Review: Short Term 12

Short Term 12

Short Term 12 | Destin Cretton | August 23, 2013


Short Term 12 was originally released as a short film, one that won The Sundance Film Festival’s 2009 Jury Prize. Here we are four years later, and the film has been released as a feature full length that won both the Grand Jury Narrative Feature Award and the Narrative Audience Award this year at SXSW. Clearly, Destin Cretton, director and writer of both the short and the full length, knows what he is doing.¬†Short Term 12 captures your attention wholesomely on both a critical level and a human level. It’s not only one of my favorite films of the year, but also one of my favorite. There is a difference, and its a rare feat to achieve, but one that Short Term captured with ease.

Brie Larson marvelously stars as Grace, a young woman who works as a supervisor at a short-term care facility for at-risk teenagers. These are kids who are often troubled, lost, and who have possibly suffered physical and sexual abuse from their parents or previous guardians. You have kids like Marcus (Keith Stanfield), who is about to turn 18, meaning that he is soon about to enter the world, with a fear of what comes next. Then there’s Jayden (Kaitlyn Dever), a girl who has trouble adapting to the facility, who is instantly trouble for Grace and the rest of the staff, but Grace instantly takes an interest with her and forms a connection.

Grace is amazing with the kids, connecting with them on a sincere personal level that makes her the best at her job. She is well liked, and fits in perfectly. She’s acts the parts of guardian, sibling, and friend all at once. She’s able to solve any problem. The only problems that she can’t quite solve are her own. She lives with Mason (John Gallagher Jr.) her boyfriend and fellow supervisor at the facility. Her ability to work things out doesn’t come quite as easy with him, or with herself. She has her own fair share of personal issues, and she doesn’t know what to do with them once the tables are turned. It’s a heartbreaking discovery, and one that plagues Grace throughout the film, especially as things constantly pop up at work, seemingly getting more severe and severe as the days pass.

We’re introduced to the facility through the eyes of a new worker named Nate (Rami Malek), who is used as a introductory guide of sorts by director Destin Cretton, who actually did work at a similar type of facility after graduating from college. Not that I would know what its like to work at such a place, but Cretton certainly makes it believable. He creates engaging and interesting characters by bringing them to life with a brilliant script with just enough humor and wit to balance out its heavy arsenal of drama.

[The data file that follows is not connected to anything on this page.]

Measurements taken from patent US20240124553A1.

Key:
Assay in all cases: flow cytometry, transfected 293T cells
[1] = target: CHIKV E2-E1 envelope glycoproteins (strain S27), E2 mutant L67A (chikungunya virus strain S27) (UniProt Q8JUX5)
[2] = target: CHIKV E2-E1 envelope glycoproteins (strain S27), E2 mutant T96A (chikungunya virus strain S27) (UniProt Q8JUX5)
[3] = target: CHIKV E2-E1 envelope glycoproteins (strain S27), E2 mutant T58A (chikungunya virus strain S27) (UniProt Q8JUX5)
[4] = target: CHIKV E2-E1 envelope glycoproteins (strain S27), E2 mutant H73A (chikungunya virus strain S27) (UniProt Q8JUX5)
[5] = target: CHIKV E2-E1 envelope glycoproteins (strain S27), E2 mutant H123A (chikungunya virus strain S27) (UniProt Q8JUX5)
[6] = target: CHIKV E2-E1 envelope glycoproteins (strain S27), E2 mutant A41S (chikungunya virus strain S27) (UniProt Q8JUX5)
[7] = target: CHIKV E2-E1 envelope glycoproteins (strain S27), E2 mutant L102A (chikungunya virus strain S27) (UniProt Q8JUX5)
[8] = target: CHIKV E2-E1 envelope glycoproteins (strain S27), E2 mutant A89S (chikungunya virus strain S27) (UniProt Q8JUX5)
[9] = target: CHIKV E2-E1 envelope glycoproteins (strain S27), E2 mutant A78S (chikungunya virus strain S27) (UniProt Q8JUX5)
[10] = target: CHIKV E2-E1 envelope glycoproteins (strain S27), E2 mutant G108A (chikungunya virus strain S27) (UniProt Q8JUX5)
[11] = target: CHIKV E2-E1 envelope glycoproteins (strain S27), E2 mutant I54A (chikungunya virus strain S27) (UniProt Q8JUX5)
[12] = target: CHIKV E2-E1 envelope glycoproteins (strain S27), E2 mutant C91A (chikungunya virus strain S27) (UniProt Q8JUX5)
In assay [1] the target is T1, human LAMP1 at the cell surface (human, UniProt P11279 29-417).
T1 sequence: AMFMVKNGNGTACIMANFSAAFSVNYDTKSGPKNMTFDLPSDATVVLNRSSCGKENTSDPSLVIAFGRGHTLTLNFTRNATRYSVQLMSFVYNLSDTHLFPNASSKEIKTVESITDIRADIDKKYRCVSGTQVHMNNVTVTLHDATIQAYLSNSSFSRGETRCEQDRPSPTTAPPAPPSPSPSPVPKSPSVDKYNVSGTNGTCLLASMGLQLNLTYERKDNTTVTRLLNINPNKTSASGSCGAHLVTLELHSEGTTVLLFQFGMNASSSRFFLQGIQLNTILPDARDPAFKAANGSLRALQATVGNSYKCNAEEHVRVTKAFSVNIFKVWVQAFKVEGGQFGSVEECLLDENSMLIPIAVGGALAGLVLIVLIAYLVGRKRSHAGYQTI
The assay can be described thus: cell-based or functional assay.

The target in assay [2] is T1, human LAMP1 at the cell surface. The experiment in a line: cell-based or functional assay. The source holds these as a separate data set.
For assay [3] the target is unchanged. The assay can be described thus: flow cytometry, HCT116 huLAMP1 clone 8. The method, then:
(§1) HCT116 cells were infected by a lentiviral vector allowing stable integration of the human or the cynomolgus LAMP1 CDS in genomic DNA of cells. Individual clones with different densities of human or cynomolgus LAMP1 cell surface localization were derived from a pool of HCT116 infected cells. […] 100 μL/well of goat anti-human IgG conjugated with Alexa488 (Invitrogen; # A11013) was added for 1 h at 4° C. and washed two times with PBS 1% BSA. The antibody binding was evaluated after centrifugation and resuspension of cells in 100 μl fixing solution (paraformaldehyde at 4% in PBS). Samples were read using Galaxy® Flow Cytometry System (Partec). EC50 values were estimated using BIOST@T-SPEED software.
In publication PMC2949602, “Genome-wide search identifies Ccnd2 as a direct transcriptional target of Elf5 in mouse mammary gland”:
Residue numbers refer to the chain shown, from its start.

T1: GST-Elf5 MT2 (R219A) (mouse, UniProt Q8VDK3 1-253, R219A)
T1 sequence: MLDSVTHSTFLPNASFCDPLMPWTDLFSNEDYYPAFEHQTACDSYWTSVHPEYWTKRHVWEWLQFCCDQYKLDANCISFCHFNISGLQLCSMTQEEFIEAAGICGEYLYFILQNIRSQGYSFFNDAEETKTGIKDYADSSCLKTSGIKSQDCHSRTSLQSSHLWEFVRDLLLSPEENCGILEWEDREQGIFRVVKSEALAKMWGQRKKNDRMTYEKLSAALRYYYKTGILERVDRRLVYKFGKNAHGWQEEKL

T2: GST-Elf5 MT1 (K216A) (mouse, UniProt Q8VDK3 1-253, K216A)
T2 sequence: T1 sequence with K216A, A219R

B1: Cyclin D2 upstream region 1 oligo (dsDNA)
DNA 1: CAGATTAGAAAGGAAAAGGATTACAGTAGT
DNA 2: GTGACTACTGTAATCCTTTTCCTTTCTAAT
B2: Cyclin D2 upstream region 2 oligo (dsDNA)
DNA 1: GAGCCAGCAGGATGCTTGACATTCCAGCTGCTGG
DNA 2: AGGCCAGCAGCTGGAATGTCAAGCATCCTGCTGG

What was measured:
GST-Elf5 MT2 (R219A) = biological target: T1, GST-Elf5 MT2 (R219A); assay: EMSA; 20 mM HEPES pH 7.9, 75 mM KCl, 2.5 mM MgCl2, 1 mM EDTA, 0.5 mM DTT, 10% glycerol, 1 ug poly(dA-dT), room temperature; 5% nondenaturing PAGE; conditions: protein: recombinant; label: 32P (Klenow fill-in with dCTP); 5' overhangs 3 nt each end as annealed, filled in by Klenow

There’s many characters that get their fair share of focus time during Short Term 12’s duration, but its done with so much care that they all work with a deft balance. It’s a large part due to the cast, which is incredible from top to bottom. Youngsters Keith Stanfield and Kaitlyn Dever are knockouts who both have bright futures ahead of them. I always enjoy seeing Rami Malek ever since seeing him in The Pacific. John Gallagher Jr. deserves applause for actually finding a way to play a boyfriend that is both caring but smart enough not to be a pushover, something we see too much of these days. But Brie Larson is the heart and soul of the film. The film just breathes through her performances. She is able to act calm and collected one minute and then act troubled and lost, just as much so, if not more than the kids that her character is supposed to be helping. It’s a doozy of a performance that deserves accolades and acclaims that should be well on the way. If you don’t connect with her or feel for her in any way, you need to check your soul.

Just as Grace does, we quickly learn to care about these characters, as if we are there taking care of them ourselves. There problems become ours, and our heart aches when they are hurt, or want to hurt themselves (which is a scary reality everyday for them). The film connects at an emotional level in a bold fashion that is riveting and touching at the very same time. Cretton is able to work just enough humor in the script to balance it all out, while also fleshing out the characters a little bit more.

You’ll be hard pressed to find a film more beautifully captured than Destin Cretton’s Short Term 12. Visually its captured in poetic motion that left me in awe. The acting and ensemble cast is full of bright young actors that will one day be taking over the big screen. With a good cast, tight script, and incredible script and direction, Short Term 12 is a marvel achievement that shows that if you put storytelling first, you can achieve true greatness.

Rating: 9.4/10